How To Cope with Mental Illness in the Workplace.

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( When we think about health and the workplace, we often think about physical health. Our physical health, of course, can affect our career trajectory and job performance. Employee health impacts the workplace and economy on a larger level as well.

However, mental health is often misunderstood and not really well recognized in the workplace, yet it can have a huge impact on employees including their productivity and things like employee morale.

When people recognize that mental health is important, it can actually bring about a number of positive changes both at many levels.

Blogger Chenoa Maxwell writes about her mental health struggles and challenges with trauma and how those affected every part of her life including her career. “It is clearly recognizable that the failure to launch into a limitless life is the inability to break habit loops created by a fortified belief system,” writes Maxwell in a post on on how she went from attempting to suicide to building a career as an expert on self-love and emotional intelligence.

So does that mean that your mental health is going to play a huge role in your ability to progress in your career? In some cases yes, if you don’t nurture your mental health just like you would your physical health. However, if you do learn to take care of your mental health, it can make you stronger in your job and your career.

The following are some things to know about the effects of mental health in the workplace.

Mental Health and Unemployment

Unfortunately, there are some troubling statistics regarding mental health and employment. According to research, in the U.S. people with mental illness are anywhere from two to three times more likely to be unemployed. The unemployment rate among people with a mental illness is 15 percentage points lower than people without mental health problems.

If you do have a mental illness, you may be more likely to have low performance, call in sick or be off for longer periods of time. If mental stress brought on by your workplace is affecting your well-being, you may be entitled to compensation. However, suppose you want to get the benefits you deserve. In that case, you might need the help of a worker’s compensation attorney who can help you evaluate your claim, navigate the various stages of the claims process, and recover compensation.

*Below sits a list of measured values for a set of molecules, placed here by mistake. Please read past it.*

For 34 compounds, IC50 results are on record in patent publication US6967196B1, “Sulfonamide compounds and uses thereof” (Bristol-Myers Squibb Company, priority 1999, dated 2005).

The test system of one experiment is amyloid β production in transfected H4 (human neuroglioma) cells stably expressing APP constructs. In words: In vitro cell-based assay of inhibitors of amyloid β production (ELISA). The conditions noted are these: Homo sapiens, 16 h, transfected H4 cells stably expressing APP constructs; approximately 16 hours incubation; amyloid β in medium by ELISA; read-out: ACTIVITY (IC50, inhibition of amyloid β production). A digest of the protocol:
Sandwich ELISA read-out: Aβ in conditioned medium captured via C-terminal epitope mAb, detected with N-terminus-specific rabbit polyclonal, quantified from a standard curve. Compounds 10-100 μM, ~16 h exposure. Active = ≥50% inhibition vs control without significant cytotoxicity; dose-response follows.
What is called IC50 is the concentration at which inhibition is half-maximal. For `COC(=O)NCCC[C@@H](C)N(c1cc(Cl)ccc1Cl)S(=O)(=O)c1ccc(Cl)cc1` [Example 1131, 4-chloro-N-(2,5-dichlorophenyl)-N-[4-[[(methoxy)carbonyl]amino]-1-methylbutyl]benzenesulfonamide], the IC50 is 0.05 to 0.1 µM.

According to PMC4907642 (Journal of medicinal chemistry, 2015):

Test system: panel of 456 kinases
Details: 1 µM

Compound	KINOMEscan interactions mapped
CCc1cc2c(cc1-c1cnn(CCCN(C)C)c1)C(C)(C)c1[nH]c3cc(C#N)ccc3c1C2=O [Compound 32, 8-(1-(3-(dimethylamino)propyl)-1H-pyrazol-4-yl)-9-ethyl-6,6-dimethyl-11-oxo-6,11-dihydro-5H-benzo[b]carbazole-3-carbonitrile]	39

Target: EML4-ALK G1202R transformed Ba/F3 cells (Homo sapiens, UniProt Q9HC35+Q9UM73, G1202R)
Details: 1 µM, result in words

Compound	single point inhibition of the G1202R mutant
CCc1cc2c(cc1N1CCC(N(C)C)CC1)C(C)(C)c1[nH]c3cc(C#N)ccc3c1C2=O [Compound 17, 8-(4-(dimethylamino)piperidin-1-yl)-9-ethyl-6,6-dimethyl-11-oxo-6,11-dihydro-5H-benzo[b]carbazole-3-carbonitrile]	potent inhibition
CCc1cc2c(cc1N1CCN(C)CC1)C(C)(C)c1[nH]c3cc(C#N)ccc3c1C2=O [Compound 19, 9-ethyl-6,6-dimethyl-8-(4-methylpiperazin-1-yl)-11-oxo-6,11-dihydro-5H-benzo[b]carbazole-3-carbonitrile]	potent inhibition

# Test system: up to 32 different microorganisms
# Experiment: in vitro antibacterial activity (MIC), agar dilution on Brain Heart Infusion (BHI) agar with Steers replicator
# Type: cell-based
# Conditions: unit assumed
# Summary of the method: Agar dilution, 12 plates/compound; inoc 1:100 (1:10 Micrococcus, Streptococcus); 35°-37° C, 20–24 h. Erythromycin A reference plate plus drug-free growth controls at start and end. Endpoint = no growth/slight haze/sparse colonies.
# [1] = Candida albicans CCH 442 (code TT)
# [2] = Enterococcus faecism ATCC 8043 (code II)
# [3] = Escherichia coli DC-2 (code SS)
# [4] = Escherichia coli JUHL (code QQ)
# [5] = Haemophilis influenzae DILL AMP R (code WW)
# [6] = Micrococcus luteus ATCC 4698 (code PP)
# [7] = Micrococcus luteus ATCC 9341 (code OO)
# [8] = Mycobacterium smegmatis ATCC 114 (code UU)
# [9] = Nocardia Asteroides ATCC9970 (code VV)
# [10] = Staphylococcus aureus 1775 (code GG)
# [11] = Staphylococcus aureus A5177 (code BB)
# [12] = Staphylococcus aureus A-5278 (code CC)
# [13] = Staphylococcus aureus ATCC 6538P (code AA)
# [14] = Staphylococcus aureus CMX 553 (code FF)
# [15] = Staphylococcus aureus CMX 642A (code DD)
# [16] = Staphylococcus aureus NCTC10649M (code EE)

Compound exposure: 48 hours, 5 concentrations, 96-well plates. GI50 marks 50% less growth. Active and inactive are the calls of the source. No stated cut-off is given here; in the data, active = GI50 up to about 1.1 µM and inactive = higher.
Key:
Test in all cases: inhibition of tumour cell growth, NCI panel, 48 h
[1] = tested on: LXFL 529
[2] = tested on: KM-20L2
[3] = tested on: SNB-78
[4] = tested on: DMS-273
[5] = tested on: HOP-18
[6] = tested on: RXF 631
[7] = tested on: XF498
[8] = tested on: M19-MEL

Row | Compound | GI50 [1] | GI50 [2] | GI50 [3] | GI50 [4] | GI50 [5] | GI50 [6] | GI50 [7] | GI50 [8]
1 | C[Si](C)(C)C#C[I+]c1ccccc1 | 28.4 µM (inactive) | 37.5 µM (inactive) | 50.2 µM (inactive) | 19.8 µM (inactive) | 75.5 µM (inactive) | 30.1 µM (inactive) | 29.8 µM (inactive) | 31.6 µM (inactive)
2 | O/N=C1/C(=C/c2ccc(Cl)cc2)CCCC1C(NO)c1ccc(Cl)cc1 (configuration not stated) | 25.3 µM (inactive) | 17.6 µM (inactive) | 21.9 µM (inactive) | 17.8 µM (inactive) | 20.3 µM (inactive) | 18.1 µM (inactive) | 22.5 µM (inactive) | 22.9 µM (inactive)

However, while these statistics can sound upsetting, these are often related to people with untreated mental illness. If you receive treatment for your mental illness, you’re much more likely to be able to successfully manage the symptoms and thrive in your career.

It’s also essential to understand you’re not alone. There was research from the U.S. National Comorbidity Survey which showed that 18 percent of Americans aged 15 to 54 who were employed said they’d had symptoms of a mental health disorder in the previous month.

Employers’ Role

While it’s up to employees to learn how to recognize signs of mental illness and seek treatment at the individual level, employers play a role in this as well. There is research indicating that the impacts of mental illness on employees and the financial costs employers have to shoulder can be reduced if there was more access to treatment for employees.

Employers are often advised to look at mental health care as an investment that’s going to ultimately benefit the entire organization.

For example, studies show that if depression is adequately treated, it can reduce sick days, employee turnover and accidents on the job. It can also help improve employee productivity and the number of hours employees work.

Will Your Work Be Conducive to Recovery?

Sometimes when people have mental illnesses, particularly more severe disorders, they may find that their job is making the symptoms much worse. Job-related stress can be traumatic for anyone, and if you have an underlying mental health disorder, it can be exacerbated.

It may sound extreme, but sometimes if you have a mental health concern, you may need to find employment that’s going to be conducive to helping you recover and effectively manage your symptoms. For example, working in a cutthroat and highly competitive environment might not be the right option.

You may want to reconsider and find a work environment that’s more quiet and relaxed, for example. Thinking about scheduling can be helpful as well. You might be better suited to a flexible work schedule that also allows for some time to work at home.

Also, think about the other people and personalities that would likely be present in a different job. Finally, in certain cases, you may have protections under the Americans with Disabilities Act. This law requires employers to make reasonable accommodations for limitations you experience on the job which are connected to your disability.

It’s important not to feel ashamed but instead to confront your mental illness, seek treatment and if necessary speak with your employer if you feel you need reasonable accommodations.

Staff Writer; Larry Carter